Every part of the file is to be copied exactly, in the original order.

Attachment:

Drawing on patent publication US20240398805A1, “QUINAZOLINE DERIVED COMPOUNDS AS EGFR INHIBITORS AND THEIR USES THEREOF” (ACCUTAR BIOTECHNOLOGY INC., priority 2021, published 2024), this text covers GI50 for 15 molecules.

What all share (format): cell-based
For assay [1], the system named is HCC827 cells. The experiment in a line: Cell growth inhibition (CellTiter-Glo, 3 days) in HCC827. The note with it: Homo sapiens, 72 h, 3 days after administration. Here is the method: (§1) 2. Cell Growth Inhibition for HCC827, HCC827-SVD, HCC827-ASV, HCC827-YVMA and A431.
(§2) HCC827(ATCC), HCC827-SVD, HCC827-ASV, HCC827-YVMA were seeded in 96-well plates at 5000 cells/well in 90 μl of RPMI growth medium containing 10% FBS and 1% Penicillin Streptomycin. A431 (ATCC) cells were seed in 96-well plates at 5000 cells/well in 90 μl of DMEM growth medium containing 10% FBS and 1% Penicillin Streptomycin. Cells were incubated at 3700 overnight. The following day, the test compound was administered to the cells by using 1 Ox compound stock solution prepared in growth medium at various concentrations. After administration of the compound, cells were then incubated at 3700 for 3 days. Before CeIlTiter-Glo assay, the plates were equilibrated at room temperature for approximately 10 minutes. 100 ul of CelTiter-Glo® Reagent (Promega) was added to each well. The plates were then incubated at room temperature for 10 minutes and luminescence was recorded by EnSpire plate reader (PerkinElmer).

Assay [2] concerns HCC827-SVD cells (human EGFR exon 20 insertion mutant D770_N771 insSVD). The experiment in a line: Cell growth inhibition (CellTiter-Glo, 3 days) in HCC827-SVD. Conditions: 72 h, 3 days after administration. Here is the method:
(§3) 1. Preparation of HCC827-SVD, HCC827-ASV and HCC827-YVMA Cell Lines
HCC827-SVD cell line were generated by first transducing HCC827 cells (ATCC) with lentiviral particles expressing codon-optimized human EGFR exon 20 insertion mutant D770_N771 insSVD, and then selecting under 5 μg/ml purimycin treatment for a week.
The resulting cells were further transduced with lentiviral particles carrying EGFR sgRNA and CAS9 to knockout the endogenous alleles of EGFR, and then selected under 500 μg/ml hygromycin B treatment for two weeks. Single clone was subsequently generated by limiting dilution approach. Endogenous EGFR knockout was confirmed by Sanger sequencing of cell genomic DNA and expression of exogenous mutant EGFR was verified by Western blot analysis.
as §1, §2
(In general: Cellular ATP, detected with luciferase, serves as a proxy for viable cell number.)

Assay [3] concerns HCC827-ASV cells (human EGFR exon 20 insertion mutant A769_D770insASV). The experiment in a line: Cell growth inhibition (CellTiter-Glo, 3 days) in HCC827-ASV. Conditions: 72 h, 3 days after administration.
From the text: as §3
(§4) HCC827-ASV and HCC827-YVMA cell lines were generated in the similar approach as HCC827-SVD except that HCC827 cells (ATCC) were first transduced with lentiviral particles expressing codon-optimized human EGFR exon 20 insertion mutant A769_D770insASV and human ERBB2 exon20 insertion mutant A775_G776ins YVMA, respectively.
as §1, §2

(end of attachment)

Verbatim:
Drawing on patent publication US20240398805A1, “QUINAZOLINE DERIVED COMPOUNDS AS EGFR INHIBITORS AND THEIR USES THEREOF” (ACCUTAR BIOTECHNOLOGY INC., priority 2021, published 2024), this text covers GI50 for 15 molecules.

What all share (format): cell-based
For assay [1], the system named is HCC827 cells. The experiment in a line: Cell growth inhibition (CellTiter-Glo, 3 days) in HCC827. The note with it: Homo sapiens, 72 h, 3 days after administration. Here is the method: (§1) 2. Cell Growth Inhibition for HCC827, HCC827-SVD, HCC827-ASV, HCC827-YVMA and A431.
(§2) HCC827(ATCC), HCC827-SVD, HCC827-ASV, HCC827-YVMA were seeded in 96-well plates at 5000 cells/well in 90 μl of RPMI growth medium containing 10% FBS and 1% Penicillin Streptomycin. A431 (ATCC) cells were seed in 96-well plates at 5000 cells/well in 90 μl of DMEM growth medium containing 10% FBS and 1% Penicillin Streptomycin. Cells were incubated at 3700 overnight. The following day, the test compound was administered to the cells by using 1 Ox compound stock solution prepared in growth medium at various concentrations. After administration of the compound, cells were then incubated at 3700 for 3 days. Before CeIlTiter-Glo assay, the plates were equilibrated at room temperature for approximately 10 minutes. 100 ul of CelTiter-Glo® Reagent (Promega) was added to each well. The plates were then incubated at room temperature for 10 minutes and luminescence was recorded by EnSpire plate reader (PerkinElmer).

Assay [2] concerns HCC827-SVD cells (human EGFR exon 20 insertion mutant D770_N771 insSVD). The experiment in a line: Cell growth inhibition (CellTiter-Glo, 3 days) in HCC827-SVD. Conditions: 72 h, 3 days after administration. Here is the method:
(§3) 1. Preparation of HCC827-SVD, HCC827-ASV and HCC827-YVMA Cell Lines
HCC827-SVD cell line were generated by first transducing HCC827 cells (ATCC) with lentiviral particles expressing codon-optimized human EGFR exon 20 insertion mutant D770_N771 insSVD, and then selecting under 5 μg/ml purimycin treatment for a week.
The resulting cells were further transduced with lentiviral particles carrying EGFR sgRNA and CAS9 to knockout the endogenous alleles of EGFR, and then selected under 500 μg/ml hygromycin B treatment for two weeks. Single clone was subsequently generated by limiting dilution approach. Endogenous EGFR knockout was confirmed by Sanger sequencing of cell genomic DNA and expression of exogenous mutant EGFR was verified by Western blot analysis.
as §1, §2
(In general: Cellular ATP, detected with luciferase, serves as a proxy for viable cell number.)

Assay [3] concerns HCC827-ASV cells (human EGFR exon 20 insertion mutant A769_D770insASV). The experiment in a line: Cell growth inhibition (CellTiter-Glo, 3 days) in HCC827-ASV. Conditions: 72 h, 3 days after administration.
From the text: as §3
(§4) HCC827-ASV and HCC827-YVMA cell lines were generated in the similar approach as HCC827-SVD except that HCC827 cells (ATCC) were first transduced with lentiviral particles expressing codon-optimized human EGFR exon 20 insertion mutant A769_D770insASV and human ERBB2 exon20 insertion mutant A775_G776ins YVMA, respectively.
as §1, §2